Religion, politics, and the literary landscape in contemporary Nigeria



Professor Helon Habila speaking in the Jean Student Center Complex Auditorium.

Stephanie Canto, Crier staff

Students from all backgrounds of the study came to see Nigerian journalist and novelist Helon Habila speak about the current condition of politics, religion, and literature in Nigeria.

Seats filled up quickly in the Jean Student Center auditorium the night of Oct 17.

Helon Habila is a journalist, author, and a professor at George Mason University who grew up in Kaltungo, Nigeria.

He has won numerous awards for his fiction and poems, such as the Caine Prize for African Writing and the Commonwealth Writers Prize.

He published a novel called Oil on Water in 2010 and The Chibok Girls: The Boko Haram Kidnappings and Islamist Militancy in Nigeria in 2016 through Columbia Global Reports.

In the book, Habila visited Chibok personally to gather first-hand accounts of the night of the kidnapping.

Saint Anselm’s own Professor Michael New, of the English department, opened the night and expressed his gratitude towards all who helped bring the event together, and brought in Megan Miller.

Miller, a senior Peace and Justice studies and Spanish double major, then continued with a thorough introduction to Habila before he began his lecture.

A lot of times, people will put a general label on something that doesn’t always grasp the diverse aspects of the subject in question.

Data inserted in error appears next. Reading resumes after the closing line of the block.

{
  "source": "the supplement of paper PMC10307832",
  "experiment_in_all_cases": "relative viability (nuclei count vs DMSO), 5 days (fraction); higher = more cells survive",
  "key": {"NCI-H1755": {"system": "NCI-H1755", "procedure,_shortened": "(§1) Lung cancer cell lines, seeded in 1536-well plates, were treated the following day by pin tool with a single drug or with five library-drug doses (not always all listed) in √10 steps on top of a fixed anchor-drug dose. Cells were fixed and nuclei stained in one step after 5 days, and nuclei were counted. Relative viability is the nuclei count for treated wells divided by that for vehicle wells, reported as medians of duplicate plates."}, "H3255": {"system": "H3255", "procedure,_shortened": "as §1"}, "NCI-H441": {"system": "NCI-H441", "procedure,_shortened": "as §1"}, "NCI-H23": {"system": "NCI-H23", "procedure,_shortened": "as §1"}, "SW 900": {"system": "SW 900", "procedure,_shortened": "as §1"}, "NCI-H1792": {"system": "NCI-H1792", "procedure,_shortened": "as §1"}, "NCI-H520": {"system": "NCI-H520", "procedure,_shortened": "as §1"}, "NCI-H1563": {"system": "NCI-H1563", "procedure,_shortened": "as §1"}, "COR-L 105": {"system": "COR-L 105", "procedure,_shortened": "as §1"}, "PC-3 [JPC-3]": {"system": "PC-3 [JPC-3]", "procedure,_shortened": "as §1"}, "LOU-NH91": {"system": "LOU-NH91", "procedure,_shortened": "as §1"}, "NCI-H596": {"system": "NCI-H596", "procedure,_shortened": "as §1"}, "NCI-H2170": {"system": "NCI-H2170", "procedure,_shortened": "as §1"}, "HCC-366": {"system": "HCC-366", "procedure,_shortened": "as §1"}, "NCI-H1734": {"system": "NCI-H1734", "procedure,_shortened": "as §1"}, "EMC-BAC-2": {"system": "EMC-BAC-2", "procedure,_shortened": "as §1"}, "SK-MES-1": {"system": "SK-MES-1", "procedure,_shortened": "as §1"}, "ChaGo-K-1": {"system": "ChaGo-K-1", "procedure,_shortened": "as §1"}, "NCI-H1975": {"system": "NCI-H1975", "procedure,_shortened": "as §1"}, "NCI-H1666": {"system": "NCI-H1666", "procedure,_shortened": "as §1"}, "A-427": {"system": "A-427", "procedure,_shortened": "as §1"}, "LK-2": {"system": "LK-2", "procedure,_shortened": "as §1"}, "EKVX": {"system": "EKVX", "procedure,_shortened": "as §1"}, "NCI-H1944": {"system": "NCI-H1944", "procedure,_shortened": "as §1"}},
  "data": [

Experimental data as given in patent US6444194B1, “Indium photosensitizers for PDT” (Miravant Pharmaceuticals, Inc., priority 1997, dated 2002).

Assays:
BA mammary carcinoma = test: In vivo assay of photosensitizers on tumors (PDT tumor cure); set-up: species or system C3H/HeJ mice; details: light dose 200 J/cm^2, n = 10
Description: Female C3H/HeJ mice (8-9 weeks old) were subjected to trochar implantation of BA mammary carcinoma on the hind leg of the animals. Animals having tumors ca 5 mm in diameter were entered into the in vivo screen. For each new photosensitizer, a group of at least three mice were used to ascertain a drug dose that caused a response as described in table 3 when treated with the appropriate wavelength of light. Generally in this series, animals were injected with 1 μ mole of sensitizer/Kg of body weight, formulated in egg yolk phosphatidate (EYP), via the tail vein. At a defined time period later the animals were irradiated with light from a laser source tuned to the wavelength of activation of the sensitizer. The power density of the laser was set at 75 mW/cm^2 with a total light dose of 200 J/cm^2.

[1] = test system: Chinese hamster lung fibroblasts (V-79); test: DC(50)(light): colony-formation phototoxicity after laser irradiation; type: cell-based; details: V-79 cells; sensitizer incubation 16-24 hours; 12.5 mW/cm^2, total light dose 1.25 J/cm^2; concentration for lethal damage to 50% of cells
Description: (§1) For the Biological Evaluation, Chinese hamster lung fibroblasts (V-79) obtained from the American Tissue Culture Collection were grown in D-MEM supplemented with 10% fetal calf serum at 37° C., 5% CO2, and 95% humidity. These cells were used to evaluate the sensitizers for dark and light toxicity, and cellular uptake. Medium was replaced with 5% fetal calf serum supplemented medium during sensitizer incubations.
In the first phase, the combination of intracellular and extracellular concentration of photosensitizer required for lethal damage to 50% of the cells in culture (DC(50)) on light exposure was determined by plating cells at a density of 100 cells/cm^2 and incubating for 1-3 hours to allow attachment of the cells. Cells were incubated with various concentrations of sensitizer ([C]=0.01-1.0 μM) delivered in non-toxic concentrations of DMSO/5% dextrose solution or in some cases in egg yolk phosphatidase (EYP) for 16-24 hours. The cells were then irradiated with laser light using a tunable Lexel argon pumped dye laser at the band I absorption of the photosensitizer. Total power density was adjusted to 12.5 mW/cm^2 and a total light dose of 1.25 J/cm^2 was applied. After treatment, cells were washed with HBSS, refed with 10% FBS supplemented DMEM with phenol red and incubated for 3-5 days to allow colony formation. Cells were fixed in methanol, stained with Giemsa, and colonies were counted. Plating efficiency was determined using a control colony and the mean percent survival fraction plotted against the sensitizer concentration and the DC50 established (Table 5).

In this case, African literature is not something that can be confined to one singular idea or execution. Miller spoke greatly about this in her introduction.

Reading literature from diverse origins can expand one’s knowledge about different societies, and quoting Habila himself, “The best stories are the ones we write with tears in our eyes.”

Habila opened up the lecture with background information on Nigerian politics and the terrorist group Boko Haram, also explaining the kidnapping of the 276 girls who were taken in Chibok by the group in 2014.

The result, he said, is the closing of schools around Nigeria.

Approximately 1 million children are not in school at this time since the Nigerian government declared a state of emergency.

A lot of the student absences may be attributed to the destruction of schools around the state in an attempt to scare people out of sending their children there.

The destruction of these schools only makes the conditions worse in Nigeria.

One of Boko Haram’s main ideologies stems from the hatred of Western education, and the lack of attendance at schools shows their small successes at creating a sense of fear within students.

Students from many different majors attended Habila’s lecture, such as Communications, English, Politics, and Theology. Saint Anselm students from all educational backgrounds were able to appreciate the content.

For those individuals who wished to see the lecture but could not attend, it is currently up on YouTube on the Saint Anselm NHIOP channel.

When it was time for a Q&A, Habila left everyone all with a question to think about: “What tools can literature offer to us to have us view the problems of the world? That will be up to us to answer.”